I spent too much time this past weekend paying attention to the NFL draft. Of course, television coverage of the two-day event isn’t “must-see TV,” but there were some surprises. One of them involved the fourth pick of the draft.
According to the New York Daily News, the Jets view left tackle D’Brickashaw Ferguson as the infrastructure for their offense, which Matt Leinart was supposed to be a part of. The Jets worked the phones trying to move back into the top 10 to get the USC quarterback after selecting Ferguson.
The Jets got their lineman but missed out on the marquee name quarterback. It wasn’t an exciting choice, but probably a good move. We’ve heard for months about changes to the infrastructure of Google, which is almost equally exciting. You know the lineman will help the team a lot, but you wished they picked that flashy quarterback or speedy running back.
There’s nothing quite like a good infrastructure on a search engine. It isn’t quite the same as an update, but it opens up a lot of possibilities.
The importance of flexibility
The changes on Bigdaddy are relatively subtle (less ranking changes and more infrastructure changes). Most of the changes are under the hood, and this infrastructure prepares the framework for future improvements throughout the year. If you see a webspam or quality issue, let us know to work on it.
We’ve heard that word, infrastructure, a lot about Google’s recent Big Daddy rollout but not a lot about what the folks at the Googleplex mean by it. Except that it’s supposed to give them a lot of flexibility to try out some different things.
We know what a lineman does and that a good one can make it easier for a quarterback to try different things and running back to dash off some great runs. But, what does an infrastructure change do for a search engine? The chances are that Google will keep some of the details of their infrastructure change quiet, but a recent patent granted to Microsoft gives us a look at something that could be considered an infrastructure update.
Consider that when a search system is set up, it basically performs three functions: crawling web pages, indexing those pages, and then serving them. Of course, there can be many variations in how it performs those tasks, but without a good infrastructure in place, it may be difficult to make changes to how a search engine proceeds with those functions.
Imagine that you want to try out different things with ranking pages. Instead of making many changes to the way your search engine works, you preset your ranking system or preset many different ranking systems and then just figuratively flip a switch. One of those new ranking algorithms is in place. Or you want to try ranking certain classes of web pages differently, and you choose those and have them work with the different ranking systems. There’s a lot of flexibility to that type of configurable system.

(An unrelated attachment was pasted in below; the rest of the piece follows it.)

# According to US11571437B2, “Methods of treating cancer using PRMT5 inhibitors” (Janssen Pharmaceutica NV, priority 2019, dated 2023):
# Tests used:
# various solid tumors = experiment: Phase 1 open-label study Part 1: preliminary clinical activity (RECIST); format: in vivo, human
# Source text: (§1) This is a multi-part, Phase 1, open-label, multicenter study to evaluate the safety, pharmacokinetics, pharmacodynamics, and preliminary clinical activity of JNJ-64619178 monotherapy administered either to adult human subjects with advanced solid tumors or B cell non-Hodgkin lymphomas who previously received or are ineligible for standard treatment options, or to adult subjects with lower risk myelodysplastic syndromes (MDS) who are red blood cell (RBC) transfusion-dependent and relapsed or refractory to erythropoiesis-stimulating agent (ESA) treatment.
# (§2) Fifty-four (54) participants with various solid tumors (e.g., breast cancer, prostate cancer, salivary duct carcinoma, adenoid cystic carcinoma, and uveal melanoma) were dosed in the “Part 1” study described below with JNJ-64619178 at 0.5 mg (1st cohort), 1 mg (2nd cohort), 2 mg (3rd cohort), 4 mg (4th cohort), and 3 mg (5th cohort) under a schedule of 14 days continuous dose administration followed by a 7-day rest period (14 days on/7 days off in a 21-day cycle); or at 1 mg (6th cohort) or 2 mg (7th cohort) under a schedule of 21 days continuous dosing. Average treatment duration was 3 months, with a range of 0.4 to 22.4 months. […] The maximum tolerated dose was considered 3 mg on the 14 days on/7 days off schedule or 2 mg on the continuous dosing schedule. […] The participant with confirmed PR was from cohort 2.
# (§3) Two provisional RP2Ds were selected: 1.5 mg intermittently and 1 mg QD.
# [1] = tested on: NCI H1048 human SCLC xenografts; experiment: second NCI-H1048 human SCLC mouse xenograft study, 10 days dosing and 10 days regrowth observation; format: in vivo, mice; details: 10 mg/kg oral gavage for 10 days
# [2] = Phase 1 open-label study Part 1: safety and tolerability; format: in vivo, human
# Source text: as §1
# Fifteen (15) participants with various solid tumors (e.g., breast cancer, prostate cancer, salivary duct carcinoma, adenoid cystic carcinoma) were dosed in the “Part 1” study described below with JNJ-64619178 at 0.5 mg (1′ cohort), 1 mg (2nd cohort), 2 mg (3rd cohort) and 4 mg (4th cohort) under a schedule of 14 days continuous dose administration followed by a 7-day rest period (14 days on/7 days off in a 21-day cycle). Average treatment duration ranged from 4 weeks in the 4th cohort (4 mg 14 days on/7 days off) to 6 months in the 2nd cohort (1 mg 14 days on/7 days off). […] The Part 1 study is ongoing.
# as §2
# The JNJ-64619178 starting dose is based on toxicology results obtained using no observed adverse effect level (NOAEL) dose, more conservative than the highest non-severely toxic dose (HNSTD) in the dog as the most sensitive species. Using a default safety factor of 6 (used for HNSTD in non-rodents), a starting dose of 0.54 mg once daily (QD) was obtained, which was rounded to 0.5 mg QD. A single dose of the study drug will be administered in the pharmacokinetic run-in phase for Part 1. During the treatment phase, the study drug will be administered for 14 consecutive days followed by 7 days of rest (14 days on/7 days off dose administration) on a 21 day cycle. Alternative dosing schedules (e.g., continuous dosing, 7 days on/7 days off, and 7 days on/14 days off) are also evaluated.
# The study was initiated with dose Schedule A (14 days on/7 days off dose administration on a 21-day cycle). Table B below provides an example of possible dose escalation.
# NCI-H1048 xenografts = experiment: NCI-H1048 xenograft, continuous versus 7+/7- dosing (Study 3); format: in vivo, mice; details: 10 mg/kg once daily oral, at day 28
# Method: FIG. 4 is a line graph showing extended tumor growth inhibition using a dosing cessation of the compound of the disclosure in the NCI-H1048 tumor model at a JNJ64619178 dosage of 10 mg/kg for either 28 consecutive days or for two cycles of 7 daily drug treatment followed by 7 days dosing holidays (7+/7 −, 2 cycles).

The Dynamic Ranking Patent
The “Background of the Invention” section of Microsoft’s patent, System and method for providing search results with configurable scoring formula (7,039,631), provides a nice broad overview of how search engines function, and why there was a need for the process described in the document.
Here are some of the issues:
- Page and query matches are given scores, and the scoring system is hard-coded into the scoring software, so changes to the formula require that the scoring software be rewritten and recompiled.
- Any changes to the scoring formula require that the operator of the scoring software be able to access the source code and recompile it.
- This is a broader level of access to the source code than the source code’s owner might desire, and encouraging frequent modifications to the source code, even minor ones, may allow bugs and errors to be introduced into the code.
- some systems can be “trained” and don’t need recompiling to change the formula, but the training process can be slow, and because of that, expensive in terms of machine time.
Of course, these are the types of things that good infrastructure can help resolve.
Improved infrastructure in action
The patent application describes how different ranking systems and ranking sets can be created and applied to queries. Here’s one example:
In this example, rank set 800 contains the ranker objects that embody the principal scoring formulas to be used for most requests. Rank set 820, on the other hand, contains the ranker objects (i.e., scoring formulas) that are being used for a beta test of a new scoring strategy. Thus, for any given search performed, the scoring system may be configured to choose either rank set 800 or rank set 820 to score the documents found under either the regular (“main”) strategy or the strategy being beta-tested. For example, the scoring system may be configured to score most search requests using the main strategy (rank set 800) and randomly score ten percent of all search requests using the beta strategy (rank set 820).
This type of configurable approach, where different rank sets can easily be moved in and out, appears to provide opportunities to try many different things. As an infrastructure improvement, it seems like an excellent idea. It may not have the appeal of a “PageRank,” but you need some good infrastructure to go with your marquee ranking algorithms, too.
We don’t know if Microsoft is using this system or the type of change that Google made recently with Big Daddy, but it’s a decent illustration of making a search engine a little better.